Boot tie

Boot tie

Putting the drive shaft back was an interesting experience. I probably spent 30 minutes trying various things that all involved trying to look at the forward end of the drive shaft. The boot doesn’t open far enough to make that realistic. Once I realized that I stuck a couple of fingers in the opening and aligned the forward splines with the transmission by feel. That took maybe 2 minutes of fiddling around getting the yoke in the proper orientation to control the vertical position from the rear of the bike.

Keep water out

Keep water out

Keep water out
FD re-attach

FD re-attach

FD re-attach
Forgot the washer

Forgot the washer

Forgot the washer

I ran out of white lithium grease so used whatever was at hand around the boot to keep water away from the U-joint. The strap helped support the FD until I inserted the bolt and grabbed a new lock nut. Oops. I noticed that I forgot the washer when I looked at the picture. Yep, there it was next to the used nut. I loosened the nut, installed the washer, and re-torqued the nut.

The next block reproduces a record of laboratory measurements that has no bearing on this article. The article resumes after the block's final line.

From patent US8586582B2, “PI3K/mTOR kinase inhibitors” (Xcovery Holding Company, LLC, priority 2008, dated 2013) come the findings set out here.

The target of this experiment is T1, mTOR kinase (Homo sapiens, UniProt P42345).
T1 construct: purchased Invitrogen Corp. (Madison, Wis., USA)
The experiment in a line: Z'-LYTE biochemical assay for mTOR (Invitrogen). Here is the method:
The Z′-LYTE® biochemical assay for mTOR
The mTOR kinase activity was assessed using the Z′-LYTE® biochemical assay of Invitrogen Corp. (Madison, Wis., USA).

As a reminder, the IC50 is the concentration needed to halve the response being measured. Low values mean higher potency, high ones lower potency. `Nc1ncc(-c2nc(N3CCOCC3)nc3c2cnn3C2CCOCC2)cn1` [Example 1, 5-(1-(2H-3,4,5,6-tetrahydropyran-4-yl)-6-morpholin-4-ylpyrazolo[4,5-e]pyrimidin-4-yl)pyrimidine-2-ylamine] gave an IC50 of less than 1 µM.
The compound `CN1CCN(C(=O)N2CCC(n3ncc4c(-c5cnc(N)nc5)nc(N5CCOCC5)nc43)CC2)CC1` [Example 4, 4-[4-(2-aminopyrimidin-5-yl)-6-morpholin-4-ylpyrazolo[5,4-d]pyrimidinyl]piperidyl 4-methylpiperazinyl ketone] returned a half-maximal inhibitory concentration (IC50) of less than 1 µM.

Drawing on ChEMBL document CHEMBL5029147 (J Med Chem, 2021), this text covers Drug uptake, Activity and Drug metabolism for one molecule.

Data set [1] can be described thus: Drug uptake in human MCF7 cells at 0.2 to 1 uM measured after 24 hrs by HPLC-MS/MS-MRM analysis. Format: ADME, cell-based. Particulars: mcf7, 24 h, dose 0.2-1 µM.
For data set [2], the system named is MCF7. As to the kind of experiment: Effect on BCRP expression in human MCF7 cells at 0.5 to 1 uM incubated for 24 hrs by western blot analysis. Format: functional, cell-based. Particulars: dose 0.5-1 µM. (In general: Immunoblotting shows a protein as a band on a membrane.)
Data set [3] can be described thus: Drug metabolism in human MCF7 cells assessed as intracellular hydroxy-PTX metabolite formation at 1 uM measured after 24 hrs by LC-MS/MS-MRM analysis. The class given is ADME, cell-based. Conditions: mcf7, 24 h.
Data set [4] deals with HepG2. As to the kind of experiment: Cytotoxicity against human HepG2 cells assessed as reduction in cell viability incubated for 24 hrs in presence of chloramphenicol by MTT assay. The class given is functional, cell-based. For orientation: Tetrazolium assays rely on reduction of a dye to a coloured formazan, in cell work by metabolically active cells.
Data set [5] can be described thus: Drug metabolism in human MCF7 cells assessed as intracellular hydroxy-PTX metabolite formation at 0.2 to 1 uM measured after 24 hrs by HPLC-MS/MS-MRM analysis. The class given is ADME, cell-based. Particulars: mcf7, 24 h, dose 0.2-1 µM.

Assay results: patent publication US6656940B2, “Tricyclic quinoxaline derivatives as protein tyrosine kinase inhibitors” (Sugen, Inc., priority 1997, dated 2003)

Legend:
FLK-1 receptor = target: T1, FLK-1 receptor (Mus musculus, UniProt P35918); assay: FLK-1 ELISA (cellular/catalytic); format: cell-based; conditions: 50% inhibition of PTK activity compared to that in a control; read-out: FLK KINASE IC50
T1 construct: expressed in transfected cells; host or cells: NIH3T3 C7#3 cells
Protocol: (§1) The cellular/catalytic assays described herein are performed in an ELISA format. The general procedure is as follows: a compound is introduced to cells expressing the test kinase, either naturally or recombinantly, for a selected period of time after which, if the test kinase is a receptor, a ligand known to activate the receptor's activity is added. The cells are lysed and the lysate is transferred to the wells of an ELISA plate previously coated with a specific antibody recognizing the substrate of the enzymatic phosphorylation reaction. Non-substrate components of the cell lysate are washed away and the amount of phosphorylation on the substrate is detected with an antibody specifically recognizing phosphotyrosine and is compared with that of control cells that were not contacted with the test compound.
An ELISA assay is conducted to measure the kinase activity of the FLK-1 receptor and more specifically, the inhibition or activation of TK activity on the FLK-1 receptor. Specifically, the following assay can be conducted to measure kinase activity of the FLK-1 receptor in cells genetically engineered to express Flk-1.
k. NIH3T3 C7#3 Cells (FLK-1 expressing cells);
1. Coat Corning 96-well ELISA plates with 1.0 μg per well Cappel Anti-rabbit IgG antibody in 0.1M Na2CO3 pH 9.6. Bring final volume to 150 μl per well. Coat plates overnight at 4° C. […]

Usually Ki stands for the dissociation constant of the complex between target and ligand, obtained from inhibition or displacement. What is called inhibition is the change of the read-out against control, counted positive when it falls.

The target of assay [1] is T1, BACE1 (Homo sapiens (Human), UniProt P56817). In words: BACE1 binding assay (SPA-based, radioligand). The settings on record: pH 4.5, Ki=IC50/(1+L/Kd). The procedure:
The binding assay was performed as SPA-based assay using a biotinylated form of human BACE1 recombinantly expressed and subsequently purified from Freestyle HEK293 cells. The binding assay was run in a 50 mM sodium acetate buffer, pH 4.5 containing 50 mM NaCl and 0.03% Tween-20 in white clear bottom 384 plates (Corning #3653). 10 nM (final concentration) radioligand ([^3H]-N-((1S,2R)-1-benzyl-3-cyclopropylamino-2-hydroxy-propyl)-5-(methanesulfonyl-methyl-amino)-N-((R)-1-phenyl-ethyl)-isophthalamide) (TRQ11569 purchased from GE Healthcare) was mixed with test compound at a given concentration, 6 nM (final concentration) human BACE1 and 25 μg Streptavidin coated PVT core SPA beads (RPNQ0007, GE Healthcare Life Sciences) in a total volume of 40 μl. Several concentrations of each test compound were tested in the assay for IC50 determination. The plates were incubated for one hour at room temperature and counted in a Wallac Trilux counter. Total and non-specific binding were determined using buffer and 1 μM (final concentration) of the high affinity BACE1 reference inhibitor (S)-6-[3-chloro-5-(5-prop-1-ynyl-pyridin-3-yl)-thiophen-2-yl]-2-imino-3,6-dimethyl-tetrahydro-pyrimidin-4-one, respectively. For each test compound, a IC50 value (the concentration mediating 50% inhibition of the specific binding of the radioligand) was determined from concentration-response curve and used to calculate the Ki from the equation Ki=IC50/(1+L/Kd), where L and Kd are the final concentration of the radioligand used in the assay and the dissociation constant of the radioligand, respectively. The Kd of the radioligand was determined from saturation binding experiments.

180 CC

180 CC

180 CC
Ready for clean-up

Ready for clean-up

Ready for clean-up
ABS sensor installed

ABS sensor installed

ABS sensor installed
Rear wheel installed

Rear wheel installed

Rear wheel installed

‘I installed 180 CC of gear oil through the ABS/speedo sensor opening using a syringe. The ABS sensor and drain plug O-rings were in excellent condition so I re-used them. I put the brake caliper and wheel back on the bike.

Caliper and mud guard support

Caliper and mud guard support

Caliper and mud guard support
8 Nm

8 Nm

8 Nm
Battery charged

Battery charged

Battery charged

The mudguard finishes up work on the rear of the bike. While the FD and drive shaft were being worked on the battery was on the charger. It shows a full charge after a short period of time. Guess the battery is still good. Should be, it’s only 6 months or so old.

Disconnect coil

Disconnect coil

Disconnect coil
Coil removed

Coil removed

Coil removed
Valve cover removed

Valve cover removed

Valve cover removed
Spark plug tool

Spark plug tool

Spark plug tool
Plug OK

Plug OK